Was looking through the 'Loads of old Wirral pics' thread and found these of the Guinea Gap. The gap not the baths.
It got me thinking where the name came from and found this.
"The name comes from a natural cleft, or gap, that had formed in the high embankment above the river, sometime in the early 18th century following a storm. The gap is still there but is now a paved pathway from the road down to the modern esplanade that runs along the Wallasey waterfront. However, when the gap first opened up it also created a large natural basin against the shore. This was big enough for a number of people to swim safely in at low tide. This proved to be very popular indeed, and local boys came here regularly to strip off and frolic about in the river waters.
But, around 1850, one of these youngsters felt something round and hard beneath his foot in the sand under the water. When he lifted up his leg to see what was caught between his toes, he, and his very excited friends, saw a golden guinea. This bore the head of King William III (1650-1702), so dated from the end of the 17th century.
The boys now scrabbled around in the sand, where they discovered around fifty of these valuable gold coins. As a result, the gap soon became known as ‘The Guinea Gap’, and the coins were believed to be some of the hoard of the local smuggler chieftainess, Mother Redcap. Her isolated tavern had stood for very many years, further along the coast at Egremont, where a large treasure had always been believed to have lain undiscovered.
What happened to the gold coins is not known; there are no records stating into whose pocket or bank account they eventually found their way. It is almost certain that the boys who found them never got to keep them, so all that remains of this curious incident today, is the Guinea Gap itself."
Has anyone else heard of this or if it's true? I don't know when the walls and what looks like a slipway were built but the gap is visible on the maps I have been looking at up until 1908 when the promenade is covering it.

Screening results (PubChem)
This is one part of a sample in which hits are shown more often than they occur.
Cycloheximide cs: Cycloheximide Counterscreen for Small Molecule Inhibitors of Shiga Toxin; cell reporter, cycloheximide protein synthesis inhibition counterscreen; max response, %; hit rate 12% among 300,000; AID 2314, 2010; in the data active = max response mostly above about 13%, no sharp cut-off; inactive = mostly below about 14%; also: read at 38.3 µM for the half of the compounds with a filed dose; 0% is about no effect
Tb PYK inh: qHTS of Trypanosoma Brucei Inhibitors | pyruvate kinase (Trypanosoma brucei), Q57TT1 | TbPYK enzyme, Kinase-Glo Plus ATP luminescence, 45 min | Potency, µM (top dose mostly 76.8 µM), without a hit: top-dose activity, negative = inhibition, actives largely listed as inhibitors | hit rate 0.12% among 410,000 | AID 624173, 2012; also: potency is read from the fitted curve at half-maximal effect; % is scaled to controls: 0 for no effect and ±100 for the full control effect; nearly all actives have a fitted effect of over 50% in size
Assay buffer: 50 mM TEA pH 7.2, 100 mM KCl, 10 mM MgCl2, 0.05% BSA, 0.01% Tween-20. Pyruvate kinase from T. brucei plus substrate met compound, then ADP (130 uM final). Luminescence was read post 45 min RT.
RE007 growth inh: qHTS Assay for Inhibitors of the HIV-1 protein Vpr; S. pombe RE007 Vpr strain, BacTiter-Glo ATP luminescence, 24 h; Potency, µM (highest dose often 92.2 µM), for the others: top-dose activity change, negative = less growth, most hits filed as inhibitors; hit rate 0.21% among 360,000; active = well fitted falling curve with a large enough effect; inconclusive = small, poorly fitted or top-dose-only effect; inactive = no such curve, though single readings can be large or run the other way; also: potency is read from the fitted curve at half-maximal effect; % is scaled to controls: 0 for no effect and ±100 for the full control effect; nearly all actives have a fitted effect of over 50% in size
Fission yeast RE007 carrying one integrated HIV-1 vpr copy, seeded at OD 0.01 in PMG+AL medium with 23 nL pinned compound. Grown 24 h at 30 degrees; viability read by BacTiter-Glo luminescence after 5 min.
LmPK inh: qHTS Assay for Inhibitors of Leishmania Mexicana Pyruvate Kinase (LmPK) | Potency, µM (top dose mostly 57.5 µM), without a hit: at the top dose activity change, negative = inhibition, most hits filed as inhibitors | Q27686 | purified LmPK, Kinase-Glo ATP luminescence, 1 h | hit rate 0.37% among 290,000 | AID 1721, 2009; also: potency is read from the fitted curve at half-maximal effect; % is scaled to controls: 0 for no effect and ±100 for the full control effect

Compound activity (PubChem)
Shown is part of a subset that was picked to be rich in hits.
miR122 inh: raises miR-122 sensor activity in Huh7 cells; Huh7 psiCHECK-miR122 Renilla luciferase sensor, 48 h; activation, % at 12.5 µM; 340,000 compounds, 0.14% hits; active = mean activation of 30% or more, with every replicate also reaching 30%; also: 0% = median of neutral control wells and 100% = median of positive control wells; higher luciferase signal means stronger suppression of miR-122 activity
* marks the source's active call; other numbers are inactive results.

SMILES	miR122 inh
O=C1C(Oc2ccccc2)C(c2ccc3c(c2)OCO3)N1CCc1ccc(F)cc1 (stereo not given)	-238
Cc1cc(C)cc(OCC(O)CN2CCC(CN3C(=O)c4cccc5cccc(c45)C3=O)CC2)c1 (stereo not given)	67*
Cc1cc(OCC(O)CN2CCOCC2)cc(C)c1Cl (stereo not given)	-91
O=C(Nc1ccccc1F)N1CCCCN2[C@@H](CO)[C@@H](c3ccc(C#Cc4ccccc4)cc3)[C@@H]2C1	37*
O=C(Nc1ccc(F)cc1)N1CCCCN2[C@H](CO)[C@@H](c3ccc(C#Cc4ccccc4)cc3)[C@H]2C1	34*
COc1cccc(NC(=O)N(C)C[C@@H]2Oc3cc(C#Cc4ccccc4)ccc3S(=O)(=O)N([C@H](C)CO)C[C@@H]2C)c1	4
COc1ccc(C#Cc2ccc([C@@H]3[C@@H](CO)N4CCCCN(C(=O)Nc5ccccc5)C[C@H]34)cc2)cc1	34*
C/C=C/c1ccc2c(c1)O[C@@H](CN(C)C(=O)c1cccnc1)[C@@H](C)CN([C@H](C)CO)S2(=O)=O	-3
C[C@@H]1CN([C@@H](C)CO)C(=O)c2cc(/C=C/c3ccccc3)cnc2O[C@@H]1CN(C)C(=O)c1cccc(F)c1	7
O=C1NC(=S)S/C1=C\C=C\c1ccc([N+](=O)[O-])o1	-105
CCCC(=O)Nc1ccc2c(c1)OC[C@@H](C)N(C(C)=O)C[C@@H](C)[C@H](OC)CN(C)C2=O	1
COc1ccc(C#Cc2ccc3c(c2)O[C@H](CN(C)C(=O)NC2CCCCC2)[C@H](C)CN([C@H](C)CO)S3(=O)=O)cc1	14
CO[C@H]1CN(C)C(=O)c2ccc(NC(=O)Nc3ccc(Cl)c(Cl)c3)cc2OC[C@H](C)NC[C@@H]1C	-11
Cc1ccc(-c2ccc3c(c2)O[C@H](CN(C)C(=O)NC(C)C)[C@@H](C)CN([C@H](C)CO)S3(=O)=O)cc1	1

It's odd there's no mention of the find in the newspapers. In 1859 at a Historical society bash they mention an Earthenware crock found just further up from the gap when the bank collapsed. You would think if gold coins were found, the newspapers would have got wind of it.
God help us, Come yourself, Don't send Jesus, This is no place for children.
Just found this as well which is similar to the first tale but, different. "In 1849 workman in the Seacombe area discovered a small haul of old artefacts. These 17th Century dated findings included a small stash of coins, Guineas, an old sword and a small bone. The area is reputed to be named after the findings and this created the name "Guinea Gap"" http://www.hiddenwirral.org/legend-of-guinea-gap/4594849701
Now you can add a whole skeleton to the find, not just a bone, haha!
"In about 1850, a "quantity of Spade Ace guineas was found in a cavity by the shore," which is the origin of the name Guinea Gap. The money dated from the late seventeenth to mid eighteenth century (William and Mary, George I and George II), and was found with a sword and a skeleton." https://www.tutorhunt.com/resource/7035/
The book the first tale came from is 'Merseyside Tales: Curious and Amazing True Stories from History'
Right, I'm off for a walk to Guinea Gap now, haha!